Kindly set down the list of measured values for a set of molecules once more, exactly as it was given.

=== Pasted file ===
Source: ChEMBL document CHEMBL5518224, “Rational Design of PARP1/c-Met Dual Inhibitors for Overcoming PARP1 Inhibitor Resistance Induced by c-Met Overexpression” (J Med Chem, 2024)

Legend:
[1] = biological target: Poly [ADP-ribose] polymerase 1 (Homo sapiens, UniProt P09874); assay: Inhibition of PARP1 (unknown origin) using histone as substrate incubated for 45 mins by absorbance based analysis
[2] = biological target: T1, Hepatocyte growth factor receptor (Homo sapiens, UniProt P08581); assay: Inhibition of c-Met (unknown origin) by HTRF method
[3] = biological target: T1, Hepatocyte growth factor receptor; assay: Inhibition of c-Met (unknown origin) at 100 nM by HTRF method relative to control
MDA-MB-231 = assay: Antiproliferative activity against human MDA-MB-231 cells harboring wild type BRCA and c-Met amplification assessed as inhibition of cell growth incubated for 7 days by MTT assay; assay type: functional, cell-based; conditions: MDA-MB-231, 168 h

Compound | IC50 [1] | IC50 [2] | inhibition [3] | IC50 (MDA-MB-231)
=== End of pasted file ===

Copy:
Source: ChEMBL document CHEMBL5518224, “Rational Design of PARP1/c-Met Dual Inhibitors for Overcoming PARP1 Inhibitor Resistance Induced by c-Met Overexpression” (J Med Chem, 2024)

Legend:
[1] = biological target: Poly [ADP-ribose] polymerase 1 (Homo sapiens, UniProt P09874); assay: Inhibition of PARP1 (unknown origin) using histone as substrate incubated for 45 mins by absorbance based analysis
[2] = biological target: T1, Hepatocyte growth factor receptor (Homo sapiens, UniProt P08581); assay: Inhibition of c-Met (unknown origin) by HTRF method
[3] = biological target: T1, Hepatocyte growth factor receptor; assay: Inhibition of c-Met (unknown origin) at 100 nM by HTRF method relative to control
MDA-MB-231 = assay: Antiproliferative activity against human MDA-MB-231 cells harboring wild type BRCA and c-Met amplification assessed as inhibition of cell growth incubated for 7 days by MTT assay; assay type: functional, cell-based; conditions: MDA-MB-231, 168 h

Compound | IC50 [1] | IC50 [2] | inhibition [3] | IC50 (MDA-MB-231)